There, they would set about conning old ladies in dilapidated cottages out of their rustic chairs, clothes chests and Welsh dressers — particularly prized as, the ‘old thing’ they picked up for forty desperately needed quid in Tally-wherever could be stripped, repaired, matched with a new top or drawer-base, have some artificially aged brass handles added and would sell, typically for anything between eight hundred and a couple of thou, to the upwardly mobile urban multitude eager to reconnect with their peasant ancestry; or be shipped-off by the container-load to the US, Germany or Japan.

I could see no difference between the ‘knockers’ and this Philips character. He could sell a two-bed upstairs flat conversion in some nondescript suburb of London and for the same money buy four little garden cottages like mine in the outskirts of a Welsh university town, where students and professionals alike are desperate for temporary accommodation, doubling his rent at a stroke.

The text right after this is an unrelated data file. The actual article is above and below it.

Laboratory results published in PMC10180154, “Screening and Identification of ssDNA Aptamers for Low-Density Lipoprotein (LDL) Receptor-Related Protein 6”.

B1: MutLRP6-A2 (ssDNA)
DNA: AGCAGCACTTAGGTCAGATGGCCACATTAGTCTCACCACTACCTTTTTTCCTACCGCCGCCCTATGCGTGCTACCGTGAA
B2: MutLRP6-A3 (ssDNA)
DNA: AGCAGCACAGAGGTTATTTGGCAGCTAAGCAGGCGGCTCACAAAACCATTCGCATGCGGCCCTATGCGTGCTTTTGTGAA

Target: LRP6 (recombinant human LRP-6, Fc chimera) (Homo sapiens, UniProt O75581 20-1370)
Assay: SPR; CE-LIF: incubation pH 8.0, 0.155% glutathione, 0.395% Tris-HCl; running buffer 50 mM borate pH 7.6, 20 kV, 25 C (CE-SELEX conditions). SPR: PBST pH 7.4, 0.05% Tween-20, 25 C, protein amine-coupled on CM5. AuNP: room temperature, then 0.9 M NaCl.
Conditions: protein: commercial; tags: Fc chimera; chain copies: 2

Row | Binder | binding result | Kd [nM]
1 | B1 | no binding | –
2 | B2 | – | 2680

Swallowing my tongue, I muttered something like, ‘Well don’t just look, buy it!’, and dragged Hunzi briskly away across the road for our morning walk in the exurban space beyond, a walk he knows in dog-language as ‘Round the Sewage Works’. Later on, I got a message from the agency to say that Mr Philips wanted to send his wife over to look too, and was my studio building insulated?

‘Of course it’s bloody insulated’, I snapped. ‘Does he think I’m so stupid as to keep seven grand’s worth of music equipment, including a four thousand pound guitar, in a fucking garden shed?’

We’re still on the market.

But here’s a curious thing. Way back in 1988, I wrote a comedy play called Subject to Contract, about a firm of small-town estate agents in Thatcher’s Britain. It’s never been performed. I came across it in a box a few days ago, and gave it an approving read-through.